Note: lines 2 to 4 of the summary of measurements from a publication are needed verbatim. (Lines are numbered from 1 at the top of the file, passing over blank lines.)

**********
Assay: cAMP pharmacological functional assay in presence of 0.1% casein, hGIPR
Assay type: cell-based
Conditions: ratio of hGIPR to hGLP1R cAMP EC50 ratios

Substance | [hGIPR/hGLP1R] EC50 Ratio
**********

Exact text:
Assay type: cell-based
Conditions: ratio of hGIPR to hGLP1R cAMP EC50 ratios

Substance | [hGIPR/hGLP1R] EC50 Ratio